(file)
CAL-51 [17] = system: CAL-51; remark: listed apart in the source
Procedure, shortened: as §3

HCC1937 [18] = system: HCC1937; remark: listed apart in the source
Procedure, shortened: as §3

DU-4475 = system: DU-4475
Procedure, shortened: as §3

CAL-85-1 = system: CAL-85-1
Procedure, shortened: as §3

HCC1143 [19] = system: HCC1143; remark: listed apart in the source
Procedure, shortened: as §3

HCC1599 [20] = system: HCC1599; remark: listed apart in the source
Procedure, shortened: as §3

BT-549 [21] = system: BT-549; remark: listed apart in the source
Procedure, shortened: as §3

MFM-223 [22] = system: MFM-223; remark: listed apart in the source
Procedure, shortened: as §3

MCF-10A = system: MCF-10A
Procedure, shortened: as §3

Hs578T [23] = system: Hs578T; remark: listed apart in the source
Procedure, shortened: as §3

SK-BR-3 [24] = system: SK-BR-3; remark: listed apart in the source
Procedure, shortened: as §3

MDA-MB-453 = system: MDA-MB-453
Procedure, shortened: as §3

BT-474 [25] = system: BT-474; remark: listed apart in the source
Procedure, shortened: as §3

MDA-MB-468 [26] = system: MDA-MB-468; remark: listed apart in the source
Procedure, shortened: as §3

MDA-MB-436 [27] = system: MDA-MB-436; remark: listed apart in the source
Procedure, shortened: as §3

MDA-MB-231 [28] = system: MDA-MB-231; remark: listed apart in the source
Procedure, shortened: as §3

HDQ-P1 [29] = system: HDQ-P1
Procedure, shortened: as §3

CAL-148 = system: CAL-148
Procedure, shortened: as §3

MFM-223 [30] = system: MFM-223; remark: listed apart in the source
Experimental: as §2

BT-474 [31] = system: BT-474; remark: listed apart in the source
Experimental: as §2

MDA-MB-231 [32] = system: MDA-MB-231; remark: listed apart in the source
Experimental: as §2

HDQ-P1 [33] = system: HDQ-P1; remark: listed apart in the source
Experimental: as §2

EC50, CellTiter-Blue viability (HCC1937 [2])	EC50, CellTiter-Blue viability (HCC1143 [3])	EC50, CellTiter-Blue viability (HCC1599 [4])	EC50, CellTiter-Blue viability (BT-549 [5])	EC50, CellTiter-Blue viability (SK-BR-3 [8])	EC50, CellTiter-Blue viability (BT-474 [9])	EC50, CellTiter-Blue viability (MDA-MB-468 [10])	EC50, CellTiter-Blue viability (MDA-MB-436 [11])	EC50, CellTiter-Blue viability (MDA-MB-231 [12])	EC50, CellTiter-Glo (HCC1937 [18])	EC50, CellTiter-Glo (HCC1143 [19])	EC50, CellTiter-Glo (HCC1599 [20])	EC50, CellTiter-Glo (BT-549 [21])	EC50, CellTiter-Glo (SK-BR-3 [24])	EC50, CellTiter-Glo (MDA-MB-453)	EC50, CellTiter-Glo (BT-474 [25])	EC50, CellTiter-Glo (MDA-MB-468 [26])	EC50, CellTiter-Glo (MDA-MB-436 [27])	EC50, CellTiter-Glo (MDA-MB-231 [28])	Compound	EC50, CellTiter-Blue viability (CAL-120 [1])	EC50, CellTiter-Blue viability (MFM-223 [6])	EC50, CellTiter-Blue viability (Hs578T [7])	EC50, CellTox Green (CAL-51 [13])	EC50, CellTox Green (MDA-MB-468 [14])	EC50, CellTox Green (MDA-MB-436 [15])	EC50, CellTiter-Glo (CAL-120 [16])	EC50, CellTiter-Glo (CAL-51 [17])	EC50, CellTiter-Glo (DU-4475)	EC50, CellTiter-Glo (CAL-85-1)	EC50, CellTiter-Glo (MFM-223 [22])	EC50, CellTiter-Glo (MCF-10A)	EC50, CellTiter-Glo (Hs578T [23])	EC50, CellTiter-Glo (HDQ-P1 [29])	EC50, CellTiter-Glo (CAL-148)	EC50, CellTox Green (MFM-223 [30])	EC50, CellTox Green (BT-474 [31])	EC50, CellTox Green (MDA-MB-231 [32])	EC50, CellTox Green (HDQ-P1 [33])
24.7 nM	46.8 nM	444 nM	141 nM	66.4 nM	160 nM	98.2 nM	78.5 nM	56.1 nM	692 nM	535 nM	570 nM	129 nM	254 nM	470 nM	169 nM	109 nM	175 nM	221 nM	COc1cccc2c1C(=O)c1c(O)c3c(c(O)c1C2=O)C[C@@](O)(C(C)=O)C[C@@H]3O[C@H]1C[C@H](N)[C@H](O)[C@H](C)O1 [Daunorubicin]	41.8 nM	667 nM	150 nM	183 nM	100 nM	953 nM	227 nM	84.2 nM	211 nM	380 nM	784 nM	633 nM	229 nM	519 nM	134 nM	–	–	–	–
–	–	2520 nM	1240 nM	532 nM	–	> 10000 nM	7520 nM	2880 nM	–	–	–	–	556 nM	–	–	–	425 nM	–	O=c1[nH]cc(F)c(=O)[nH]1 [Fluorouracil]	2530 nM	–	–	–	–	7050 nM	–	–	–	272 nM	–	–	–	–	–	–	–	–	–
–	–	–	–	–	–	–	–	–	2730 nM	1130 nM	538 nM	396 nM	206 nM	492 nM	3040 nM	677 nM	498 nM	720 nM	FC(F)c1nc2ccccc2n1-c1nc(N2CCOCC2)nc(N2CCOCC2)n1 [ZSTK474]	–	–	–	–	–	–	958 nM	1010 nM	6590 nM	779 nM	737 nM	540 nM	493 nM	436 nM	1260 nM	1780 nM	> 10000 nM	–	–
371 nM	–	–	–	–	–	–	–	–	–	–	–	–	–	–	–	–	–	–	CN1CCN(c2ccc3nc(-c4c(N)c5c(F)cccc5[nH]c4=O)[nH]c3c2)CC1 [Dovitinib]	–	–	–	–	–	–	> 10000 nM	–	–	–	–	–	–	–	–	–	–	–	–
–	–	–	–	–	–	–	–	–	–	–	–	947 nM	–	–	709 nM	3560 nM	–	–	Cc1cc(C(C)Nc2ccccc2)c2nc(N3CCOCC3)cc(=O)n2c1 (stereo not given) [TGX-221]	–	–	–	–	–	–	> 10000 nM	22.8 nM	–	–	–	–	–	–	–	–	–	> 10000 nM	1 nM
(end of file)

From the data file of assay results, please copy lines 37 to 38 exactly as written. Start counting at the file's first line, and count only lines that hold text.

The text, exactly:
MFM-223 [30] = system: MFM-223; remark: listed apart in the source
Experimental: as §2